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Great UK&I Restaurant Reviews


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I recall Jonathan Meades reviewing McDonald's a few years ago, one of the great pieces of restaurant writing. Giles Coren's review of Goodfellas in Belfast was pretty entertaining:

"There is what appears to be a hen party in the next room comprising 12 women seated around a large square table, each of whom, on her own, weighs as much as a whole hen night of women from Fulham. (I guess these are battery hens).

The men have big square heads and little pink faces, short spiky hair, stud earrings and big appetites. It’s like Westlife got old and fat overnight, which they sort of have if you saw them on Al Murray the other night."

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“Two eggs, streaky bacon, Old Spot sausages, mushrooms, beans, black pudding, and a tomato.”

A tad off topic. Has any London breakfast chef ever dared to break with tradition and prepare beans from scratch as opposed to going to all the trouble of opening a No. 10 can? (Are there No. 10 cans (tins?) in London?)

While I have come to accept the role of sugary Heinz beans within the flavor interplay of a full English breakfast, I do pause for a moment, before first raising knife and fork in an American manner, to wonder what could have been, bean-wise, had Heinz eschewed global marketing.

Holly Moore

"I eat, therefore I am."

HollyEats.Com

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Has any London breakfast chef ever dared to break with tradition and prepare beans from scratch as opposed to going to all the trouble of opening a No. 10 can?

Loads of places have. The assorted Rivingtons and Canteens for a start.

I recall Jonathan Meades reviewing McDonald's a few years ago, one of the great pieces of restaurant writing.

Just dragged it out of the archive, and it's not really about McDonalds at all. Like the majority of Meades' reviews, it barely mentions the food and focuses on how he's disgusted by the suburban proles.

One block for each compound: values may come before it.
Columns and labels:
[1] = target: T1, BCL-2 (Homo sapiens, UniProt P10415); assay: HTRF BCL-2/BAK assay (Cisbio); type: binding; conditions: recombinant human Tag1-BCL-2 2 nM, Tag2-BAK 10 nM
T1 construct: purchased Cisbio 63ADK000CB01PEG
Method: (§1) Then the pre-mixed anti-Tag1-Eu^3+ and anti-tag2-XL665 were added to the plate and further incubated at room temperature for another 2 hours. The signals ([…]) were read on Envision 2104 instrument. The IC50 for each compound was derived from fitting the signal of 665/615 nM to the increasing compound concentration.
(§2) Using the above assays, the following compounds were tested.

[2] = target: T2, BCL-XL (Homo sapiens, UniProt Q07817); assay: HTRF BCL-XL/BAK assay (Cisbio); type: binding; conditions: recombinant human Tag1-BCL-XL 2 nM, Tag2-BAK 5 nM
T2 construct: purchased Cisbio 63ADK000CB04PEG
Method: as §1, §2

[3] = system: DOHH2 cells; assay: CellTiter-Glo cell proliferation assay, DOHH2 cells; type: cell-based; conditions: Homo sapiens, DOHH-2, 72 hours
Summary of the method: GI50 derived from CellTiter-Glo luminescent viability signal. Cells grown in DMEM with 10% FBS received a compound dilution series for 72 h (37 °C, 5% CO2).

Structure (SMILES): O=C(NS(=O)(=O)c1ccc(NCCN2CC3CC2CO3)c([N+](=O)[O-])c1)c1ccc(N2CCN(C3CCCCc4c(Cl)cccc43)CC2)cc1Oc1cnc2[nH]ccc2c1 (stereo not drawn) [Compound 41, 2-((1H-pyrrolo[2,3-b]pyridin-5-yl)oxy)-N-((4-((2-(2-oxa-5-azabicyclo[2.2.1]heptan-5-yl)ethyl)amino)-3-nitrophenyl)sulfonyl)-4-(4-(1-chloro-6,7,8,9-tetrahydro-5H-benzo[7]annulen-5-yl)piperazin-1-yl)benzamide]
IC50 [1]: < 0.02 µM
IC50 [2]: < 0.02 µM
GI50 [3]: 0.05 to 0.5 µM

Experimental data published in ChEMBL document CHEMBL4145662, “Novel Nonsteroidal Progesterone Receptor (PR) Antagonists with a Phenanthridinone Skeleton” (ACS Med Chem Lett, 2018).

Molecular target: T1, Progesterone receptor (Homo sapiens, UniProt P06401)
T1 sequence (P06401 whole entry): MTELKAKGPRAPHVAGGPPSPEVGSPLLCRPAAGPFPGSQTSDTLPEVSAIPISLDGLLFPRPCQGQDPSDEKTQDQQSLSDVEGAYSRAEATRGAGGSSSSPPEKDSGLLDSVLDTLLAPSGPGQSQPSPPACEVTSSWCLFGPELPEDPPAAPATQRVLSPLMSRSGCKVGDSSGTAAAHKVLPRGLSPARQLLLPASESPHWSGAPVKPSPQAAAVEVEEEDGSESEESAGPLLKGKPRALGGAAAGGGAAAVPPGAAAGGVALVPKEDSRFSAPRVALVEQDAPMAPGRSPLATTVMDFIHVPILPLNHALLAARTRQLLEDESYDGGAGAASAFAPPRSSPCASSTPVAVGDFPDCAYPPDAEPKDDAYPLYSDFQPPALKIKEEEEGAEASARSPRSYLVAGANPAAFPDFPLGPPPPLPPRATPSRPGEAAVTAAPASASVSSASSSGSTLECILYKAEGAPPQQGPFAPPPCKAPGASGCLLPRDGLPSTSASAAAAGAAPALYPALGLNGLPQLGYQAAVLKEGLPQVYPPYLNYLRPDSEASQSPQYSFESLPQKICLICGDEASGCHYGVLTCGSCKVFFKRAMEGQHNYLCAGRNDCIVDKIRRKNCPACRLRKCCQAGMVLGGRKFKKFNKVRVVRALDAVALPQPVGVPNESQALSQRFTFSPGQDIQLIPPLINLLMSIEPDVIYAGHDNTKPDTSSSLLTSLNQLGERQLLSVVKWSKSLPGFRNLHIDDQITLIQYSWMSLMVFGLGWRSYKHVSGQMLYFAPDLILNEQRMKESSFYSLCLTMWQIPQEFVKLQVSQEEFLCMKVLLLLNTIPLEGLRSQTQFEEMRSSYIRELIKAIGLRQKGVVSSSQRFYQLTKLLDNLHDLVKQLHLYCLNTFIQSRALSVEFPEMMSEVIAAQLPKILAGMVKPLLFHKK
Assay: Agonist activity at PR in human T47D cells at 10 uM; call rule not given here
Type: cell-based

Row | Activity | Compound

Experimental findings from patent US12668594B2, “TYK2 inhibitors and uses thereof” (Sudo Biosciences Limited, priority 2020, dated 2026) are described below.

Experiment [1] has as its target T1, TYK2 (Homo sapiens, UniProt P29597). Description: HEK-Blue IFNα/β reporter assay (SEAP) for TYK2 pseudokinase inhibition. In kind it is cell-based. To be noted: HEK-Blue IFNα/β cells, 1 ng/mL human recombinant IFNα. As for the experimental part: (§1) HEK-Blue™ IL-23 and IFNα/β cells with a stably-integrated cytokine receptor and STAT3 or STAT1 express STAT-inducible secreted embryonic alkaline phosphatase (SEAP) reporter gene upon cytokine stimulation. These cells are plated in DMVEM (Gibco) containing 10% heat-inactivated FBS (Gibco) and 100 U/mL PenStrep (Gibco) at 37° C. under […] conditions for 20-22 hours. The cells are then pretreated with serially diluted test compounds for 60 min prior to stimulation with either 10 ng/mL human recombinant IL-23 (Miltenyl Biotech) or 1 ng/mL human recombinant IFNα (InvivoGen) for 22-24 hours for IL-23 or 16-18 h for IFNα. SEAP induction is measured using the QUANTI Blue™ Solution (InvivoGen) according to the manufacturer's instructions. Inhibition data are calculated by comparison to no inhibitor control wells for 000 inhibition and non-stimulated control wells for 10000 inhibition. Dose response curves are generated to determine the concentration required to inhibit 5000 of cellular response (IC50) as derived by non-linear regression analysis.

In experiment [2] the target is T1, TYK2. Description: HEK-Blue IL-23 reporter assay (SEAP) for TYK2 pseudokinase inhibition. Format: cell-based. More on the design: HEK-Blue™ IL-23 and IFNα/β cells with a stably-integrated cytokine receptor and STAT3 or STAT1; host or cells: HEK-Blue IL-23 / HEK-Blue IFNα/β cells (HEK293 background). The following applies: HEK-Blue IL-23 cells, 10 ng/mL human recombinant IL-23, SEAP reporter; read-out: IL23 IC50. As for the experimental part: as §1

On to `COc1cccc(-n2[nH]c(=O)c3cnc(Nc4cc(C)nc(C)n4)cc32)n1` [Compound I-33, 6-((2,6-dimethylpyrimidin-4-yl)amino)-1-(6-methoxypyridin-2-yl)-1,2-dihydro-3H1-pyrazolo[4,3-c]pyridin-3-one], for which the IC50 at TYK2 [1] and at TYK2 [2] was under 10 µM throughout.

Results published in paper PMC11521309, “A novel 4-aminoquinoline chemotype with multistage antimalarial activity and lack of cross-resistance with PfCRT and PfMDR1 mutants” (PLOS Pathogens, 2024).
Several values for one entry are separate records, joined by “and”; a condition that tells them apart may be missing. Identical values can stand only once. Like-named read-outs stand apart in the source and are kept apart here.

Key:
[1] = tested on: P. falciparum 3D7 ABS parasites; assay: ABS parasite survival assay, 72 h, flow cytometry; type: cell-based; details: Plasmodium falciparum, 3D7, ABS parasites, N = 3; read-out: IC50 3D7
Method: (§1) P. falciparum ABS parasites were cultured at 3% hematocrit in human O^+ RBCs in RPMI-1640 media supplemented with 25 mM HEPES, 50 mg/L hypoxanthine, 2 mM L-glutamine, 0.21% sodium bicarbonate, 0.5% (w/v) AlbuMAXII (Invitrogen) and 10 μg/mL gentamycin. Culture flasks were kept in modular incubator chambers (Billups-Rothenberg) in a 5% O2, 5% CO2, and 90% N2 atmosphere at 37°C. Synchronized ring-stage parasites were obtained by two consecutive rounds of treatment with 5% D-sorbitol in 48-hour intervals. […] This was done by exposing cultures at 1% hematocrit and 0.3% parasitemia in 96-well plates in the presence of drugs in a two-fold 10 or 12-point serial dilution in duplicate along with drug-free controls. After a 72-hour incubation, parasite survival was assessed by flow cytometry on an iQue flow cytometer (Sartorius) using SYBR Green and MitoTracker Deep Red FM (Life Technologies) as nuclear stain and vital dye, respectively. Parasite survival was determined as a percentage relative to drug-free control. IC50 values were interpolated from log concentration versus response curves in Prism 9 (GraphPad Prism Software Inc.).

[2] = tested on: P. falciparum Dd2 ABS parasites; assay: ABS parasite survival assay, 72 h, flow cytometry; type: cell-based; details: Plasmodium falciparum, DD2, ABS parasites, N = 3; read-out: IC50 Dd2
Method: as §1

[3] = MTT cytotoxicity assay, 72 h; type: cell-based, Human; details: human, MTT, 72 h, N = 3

Did McDonald's establish their first British branch (in Woolwich) because they understood that the quality of life in such places is straitened, that they are infected by a banal desperation, that expectations are low? Did they realise, too, that they were establishing the first in a nationwide chain of de facto drop-in centres?

As for good reviews, AA's column this week was glorious, not least because for the first time in about three years there was enough happening on the plate to hold his interest for more than a par.

Was also taken by a recent throwaway aside from Marina, who offered this concise skewering of Prezzo:

No amount of preserved fruits in fancy bottles can compensate for a spreadsheet of a menu which delivers a selection of cynical faux Italianerie, all of which tastes like wallpaper paste.
Edited by naebody (log)
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Anyone remember Will Self's review of Red Pepper when they were so unwelcoming he left without eating? I often wonder how long the restaurant lasted after that. It can be found in Feeding Frenzy.

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